When state legislatures across the U.S. were passing voting laws, I used data collected by the Brennan Center for Justice to create interactive choropleth maps and charts to show which states in the country have passed restrictive and expansive laws, and explain how restricting ballot access disproportionately impacts people of color.
The impact of the project was that it highlighted the restrictions on citizens’ right to vote by mainly Republican-controlled state legislatures. The move to restrict ballot access — which voting rights advocates experts argued was motivated by false allegations perpetuated by former President Trump about voter fraud in the 2020 election — disproportionately impacted people of color. Ensuring that every American can vote is an important issue — and one that has the ability to control the election outcome. For instance, Democrats swung Arizona and Georgia by less than 13,000 votes in the 2020 presidential election.
What was the hardest part of this project?
The hardest part of the project was to delve into why states across the country were passing these laws, and why they were passing them at the time, in what voting rights advocates called an “aggressive wave of voting laws.” The answer — which my reporting showed — was that this “wave” was motivated by false allegations perpetuated by former President Trump about voter fraud in the 2020 election. These restrictive laws disproportionately impact Black and Latino people, who overwhelmingly used mail-in voting and drop boxes.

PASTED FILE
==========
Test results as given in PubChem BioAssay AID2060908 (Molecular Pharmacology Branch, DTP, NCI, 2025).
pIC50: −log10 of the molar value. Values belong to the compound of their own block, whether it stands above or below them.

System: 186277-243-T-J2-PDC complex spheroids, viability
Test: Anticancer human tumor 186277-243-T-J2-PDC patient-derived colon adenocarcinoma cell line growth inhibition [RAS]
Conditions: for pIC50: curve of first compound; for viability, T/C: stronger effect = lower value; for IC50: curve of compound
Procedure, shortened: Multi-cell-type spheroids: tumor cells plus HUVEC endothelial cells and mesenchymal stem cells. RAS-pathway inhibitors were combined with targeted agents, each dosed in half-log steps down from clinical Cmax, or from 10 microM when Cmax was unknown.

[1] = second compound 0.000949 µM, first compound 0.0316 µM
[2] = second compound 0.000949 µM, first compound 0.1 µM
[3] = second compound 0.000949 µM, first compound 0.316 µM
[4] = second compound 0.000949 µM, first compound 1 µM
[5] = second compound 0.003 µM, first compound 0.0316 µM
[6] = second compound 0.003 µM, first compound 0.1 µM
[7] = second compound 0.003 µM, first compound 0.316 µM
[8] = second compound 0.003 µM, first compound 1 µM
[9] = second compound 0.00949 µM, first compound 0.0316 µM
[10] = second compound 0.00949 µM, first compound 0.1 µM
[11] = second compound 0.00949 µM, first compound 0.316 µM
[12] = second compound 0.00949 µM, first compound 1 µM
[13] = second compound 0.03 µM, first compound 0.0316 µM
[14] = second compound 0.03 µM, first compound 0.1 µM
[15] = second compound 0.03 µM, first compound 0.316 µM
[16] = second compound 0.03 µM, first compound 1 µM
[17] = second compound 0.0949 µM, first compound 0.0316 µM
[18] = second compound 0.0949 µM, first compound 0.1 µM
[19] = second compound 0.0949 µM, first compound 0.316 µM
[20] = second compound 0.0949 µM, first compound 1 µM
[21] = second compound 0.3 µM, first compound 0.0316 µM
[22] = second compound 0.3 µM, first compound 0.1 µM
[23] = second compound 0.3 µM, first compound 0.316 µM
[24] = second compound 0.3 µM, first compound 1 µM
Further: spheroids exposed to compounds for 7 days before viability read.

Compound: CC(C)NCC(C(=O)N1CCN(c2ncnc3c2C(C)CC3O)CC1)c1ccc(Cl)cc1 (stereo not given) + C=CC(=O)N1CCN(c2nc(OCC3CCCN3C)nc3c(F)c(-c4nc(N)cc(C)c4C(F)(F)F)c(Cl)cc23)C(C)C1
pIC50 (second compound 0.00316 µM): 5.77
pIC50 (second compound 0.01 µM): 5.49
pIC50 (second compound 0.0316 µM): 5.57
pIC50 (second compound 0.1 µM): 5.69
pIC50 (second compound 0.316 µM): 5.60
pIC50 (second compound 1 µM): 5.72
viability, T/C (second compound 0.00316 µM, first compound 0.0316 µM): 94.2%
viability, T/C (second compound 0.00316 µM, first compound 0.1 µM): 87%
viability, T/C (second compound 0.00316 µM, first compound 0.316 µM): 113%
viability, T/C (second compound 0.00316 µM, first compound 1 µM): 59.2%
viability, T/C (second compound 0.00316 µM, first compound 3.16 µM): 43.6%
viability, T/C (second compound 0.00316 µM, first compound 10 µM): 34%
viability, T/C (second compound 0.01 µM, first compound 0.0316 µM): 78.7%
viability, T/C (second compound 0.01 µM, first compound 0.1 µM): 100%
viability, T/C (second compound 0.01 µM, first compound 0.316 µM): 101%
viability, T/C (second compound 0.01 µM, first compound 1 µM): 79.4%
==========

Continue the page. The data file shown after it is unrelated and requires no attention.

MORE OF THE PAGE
What can others learn from this project?
Other journalists can learn from this project that there is not always a “both sides” argument, especially for topics that concern the health of our democracy. While some states passed expansive laws in 2021, this project highlighted Brennan Center research that showed states where voting is relatively more accessible were enacting laws to further strengthen voting access. This is deepening a national divide such that people’s right to vote is increasingly depending on where they live.